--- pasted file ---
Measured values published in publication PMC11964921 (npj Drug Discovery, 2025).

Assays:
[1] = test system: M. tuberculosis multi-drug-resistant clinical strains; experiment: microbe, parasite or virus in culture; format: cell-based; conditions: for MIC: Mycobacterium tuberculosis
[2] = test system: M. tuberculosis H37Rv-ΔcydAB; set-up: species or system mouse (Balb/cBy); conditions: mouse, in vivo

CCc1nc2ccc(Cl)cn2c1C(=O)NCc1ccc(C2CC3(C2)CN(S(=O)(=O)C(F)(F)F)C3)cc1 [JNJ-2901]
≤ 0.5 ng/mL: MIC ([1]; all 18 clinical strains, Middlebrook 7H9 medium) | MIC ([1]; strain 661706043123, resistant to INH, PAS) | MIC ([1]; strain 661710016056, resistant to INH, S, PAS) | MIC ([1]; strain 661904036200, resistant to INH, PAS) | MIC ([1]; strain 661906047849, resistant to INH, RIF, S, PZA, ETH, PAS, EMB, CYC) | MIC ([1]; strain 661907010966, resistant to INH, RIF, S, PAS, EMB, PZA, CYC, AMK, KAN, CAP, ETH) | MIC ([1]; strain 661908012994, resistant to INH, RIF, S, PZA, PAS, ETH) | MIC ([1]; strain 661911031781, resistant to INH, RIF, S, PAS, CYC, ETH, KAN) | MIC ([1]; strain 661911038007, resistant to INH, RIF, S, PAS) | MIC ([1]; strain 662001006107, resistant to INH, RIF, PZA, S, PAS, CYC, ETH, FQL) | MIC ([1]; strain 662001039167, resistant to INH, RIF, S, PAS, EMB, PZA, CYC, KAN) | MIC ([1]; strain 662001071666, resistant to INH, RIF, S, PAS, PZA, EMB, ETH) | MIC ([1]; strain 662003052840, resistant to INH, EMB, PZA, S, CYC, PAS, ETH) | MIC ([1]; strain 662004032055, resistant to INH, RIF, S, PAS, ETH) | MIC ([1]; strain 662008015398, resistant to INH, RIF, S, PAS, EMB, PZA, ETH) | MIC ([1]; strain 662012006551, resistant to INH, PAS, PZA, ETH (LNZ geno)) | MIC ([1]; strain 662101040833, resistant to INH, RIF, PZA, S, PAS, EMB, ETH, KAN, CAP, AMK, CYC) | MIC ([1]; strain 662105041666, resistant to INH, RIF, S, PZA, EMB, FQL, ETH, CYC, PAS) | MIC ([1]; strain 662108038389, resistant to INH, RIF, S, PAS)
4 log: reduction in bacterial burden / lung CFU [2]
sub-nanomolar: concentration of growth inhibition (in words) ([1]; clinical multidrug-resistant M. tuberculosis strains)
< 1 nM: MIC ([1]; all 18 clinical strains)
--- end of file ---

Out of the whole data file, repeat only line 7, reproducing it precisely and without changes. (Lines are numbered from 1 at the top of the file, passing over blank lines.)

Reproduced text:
4 log: reduction in bacterial burden / lung CFU [2]